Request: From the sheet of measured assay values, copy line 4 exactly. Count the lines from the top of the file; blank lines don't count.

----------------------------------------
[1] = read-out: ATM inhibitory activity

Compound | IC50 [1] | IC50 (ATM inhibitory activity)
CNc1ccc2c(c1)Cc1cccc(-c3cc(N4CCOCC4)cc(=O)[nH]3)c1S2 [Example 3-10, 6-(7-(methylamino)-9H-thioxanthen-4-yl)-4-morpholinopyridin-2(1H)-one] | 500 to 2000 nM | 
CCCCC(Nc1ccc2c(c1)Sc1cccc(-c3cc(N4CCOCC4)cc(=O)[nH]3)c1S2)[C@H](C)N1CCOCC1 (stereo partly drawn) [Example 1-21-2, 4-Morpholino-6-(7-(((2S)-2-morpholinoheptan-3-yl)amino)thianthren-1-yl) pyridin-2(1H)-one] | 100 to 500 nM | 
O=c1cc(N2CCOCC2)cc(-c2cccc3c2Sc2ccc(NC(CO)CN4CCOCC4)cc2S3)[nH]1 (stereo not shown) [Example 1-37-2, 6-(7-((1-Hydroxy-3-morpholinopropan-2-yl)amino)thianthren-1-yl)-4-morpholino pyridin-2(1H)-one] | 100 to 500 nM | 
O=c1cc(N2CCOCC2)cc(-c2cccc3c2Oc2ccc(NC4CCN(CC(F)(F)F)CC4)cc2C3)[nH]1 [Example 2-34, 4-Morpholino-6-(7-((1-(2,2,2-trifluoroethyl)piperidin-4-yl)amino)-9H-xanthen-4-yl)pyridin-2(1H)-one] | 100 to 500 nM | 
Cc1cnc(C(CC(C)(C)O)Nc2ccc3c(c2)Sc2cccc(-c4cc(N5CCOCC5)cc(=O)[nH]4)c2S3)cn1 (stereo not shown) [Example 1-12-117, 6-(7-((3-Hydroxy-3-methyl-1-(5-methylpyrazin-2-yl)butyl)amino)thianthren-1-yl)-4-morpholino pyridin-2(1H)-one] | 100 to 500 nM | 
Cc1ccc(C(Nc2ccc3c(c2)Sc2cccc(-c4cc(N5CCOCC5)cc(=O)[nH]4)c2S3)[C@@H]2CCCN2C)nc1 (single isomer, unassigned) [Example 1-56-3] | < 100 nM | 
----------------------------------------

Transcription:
CCCCC(Nc1ccc2c(c1)Sc1cccc(-c3cc(N4CCOCC4)cc(=O)[nH]3)c1S2)[C@H](C)N1CCOCC1 (stereo partly drawn) [Example 1-21-2, 4-Morpholino-6-(7-(((2S)-2-morpholinoheptan-3-yl)amino)thianthren-1-yl) pyridin-2(1H)-one] | 100 to 500 nM | 